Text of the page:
It's the graveyard shift, with night commander William Gargan holding down the fort. A car rolls up right in front of the station. Someone opens the car and a corpse falls out. It's Bernard Nedell with a bullet hole in him. He was a P.I. and blackmailer by trade, and one of the suspects is Carole Landis, whose father is up for election, so there's pressure to put her behind bars. Soon the case becomes ever more tangled....
It's an okay little flick, directed for speed by Otto Brower. Brower bounced between directing B pictures -- his westerns are lively affairs -- and being an assistant director on some pretty classy As, one of the highly competent craftsmen who never got the breaks, but was obviously known in the industry for his good work. Writer Scott Darling ekes out the short running time with eccentric characters: the guy who breaks out of jail so he can wrestle at an Elks smoker, the reporter who wears his grandfather's buffalo-skin coat, a kid whose head is trapped in a goldfish bowl (his mother wants it removed without breaking it), Mabel Paige as the flower seller who wants her $1.75 from the corpse, and iold-timer Tom Moore and J. Farrell MacDonald.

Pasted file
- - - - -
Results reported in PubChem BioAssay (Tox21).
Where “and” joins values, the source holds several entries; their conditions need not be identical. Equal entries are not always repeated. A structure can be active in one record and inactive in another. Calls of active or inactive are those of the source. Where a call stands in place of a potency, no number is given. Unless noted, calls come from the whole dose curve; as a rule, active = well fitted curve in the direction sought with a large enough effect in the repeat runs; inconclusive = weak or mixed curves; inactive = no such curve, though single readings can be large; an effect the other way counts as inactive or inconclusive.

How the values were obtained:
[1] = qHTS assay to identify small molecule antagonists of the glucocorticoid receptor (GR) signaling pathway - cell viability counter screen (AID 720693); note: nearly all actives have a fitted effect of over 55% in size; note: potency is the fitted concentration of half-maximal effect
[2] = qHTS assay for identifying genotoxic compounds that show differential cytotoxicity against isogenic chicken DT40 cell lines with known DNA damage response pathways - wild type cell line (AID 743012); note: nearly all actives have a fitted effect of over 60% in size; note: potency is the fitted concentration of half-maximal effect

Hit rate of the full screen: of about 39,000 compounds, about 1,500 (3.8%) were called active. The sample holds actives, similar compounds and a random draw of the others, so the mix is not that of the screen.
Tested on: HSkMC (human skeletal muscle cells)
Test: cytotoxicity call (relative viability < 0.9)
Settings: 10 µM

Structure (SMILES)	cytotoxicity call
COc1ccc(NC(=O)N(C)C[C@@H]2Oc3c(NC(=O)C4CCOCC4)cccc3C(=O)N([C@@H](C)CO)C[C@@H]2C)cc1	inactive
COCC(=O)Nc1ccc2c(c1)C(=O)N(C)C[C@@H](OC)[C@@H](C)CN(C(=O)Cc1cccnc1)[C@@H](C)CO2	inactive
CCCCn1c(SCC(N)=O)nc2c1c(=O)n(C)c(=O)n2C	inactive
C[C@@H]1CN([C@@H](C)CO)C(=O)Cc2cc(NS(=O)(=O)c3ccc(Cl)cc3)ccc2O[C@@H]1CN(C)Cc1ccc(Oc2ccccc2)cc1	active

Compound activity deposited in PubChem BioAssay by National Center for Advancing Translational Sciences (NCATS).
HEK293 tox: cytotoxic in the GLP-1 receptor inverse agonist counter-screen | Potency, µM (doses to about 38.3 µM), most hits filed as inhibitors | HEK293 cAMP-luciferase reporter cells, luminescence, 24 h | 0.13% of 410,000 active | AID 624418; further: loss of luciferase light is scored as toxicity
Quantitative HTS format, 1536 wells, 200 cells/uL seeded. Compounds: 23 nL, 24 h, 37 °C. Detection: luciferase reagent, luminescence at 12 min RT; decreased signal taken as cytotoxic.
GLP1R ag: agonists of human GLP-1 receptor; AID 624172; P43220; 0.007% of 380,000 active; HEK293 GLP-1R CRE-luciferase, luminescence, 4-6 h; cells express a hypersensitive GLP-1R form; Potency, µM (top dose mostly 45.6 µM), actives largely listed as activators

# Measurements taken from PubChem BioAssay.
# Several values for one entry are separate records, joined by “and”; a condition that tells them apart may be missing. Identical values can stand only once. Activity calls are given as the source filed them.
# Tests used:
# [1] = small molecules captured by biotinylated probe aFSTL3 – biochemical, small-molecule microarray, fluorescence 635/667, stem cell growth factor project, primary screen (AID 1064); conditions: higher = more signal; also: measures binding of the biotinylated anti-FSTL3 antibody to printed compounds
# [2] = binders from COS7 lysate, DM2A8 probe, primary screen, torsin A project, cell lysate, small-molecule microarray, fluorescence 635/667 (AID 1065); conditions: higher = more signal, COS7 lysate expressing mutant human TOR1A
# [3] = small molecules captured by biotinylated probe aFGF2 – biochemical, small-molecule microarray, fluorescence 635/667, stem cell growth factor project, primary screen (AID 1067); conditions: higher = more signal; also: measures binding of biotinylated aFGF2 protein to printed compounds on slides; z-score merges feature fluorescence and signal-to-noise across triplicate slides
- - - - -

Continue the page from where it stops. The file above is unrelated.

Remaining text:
It's more a procedural that film noir, barring some eccentrically lit shots on an apartment stairs, and there are no early clues; everything breaks at once, with the motive revealed after the audience can figure out whodunnit. However, it's an example of the lively B movie that Fox could still turn out on a short budget, given the superfluity of talent available.
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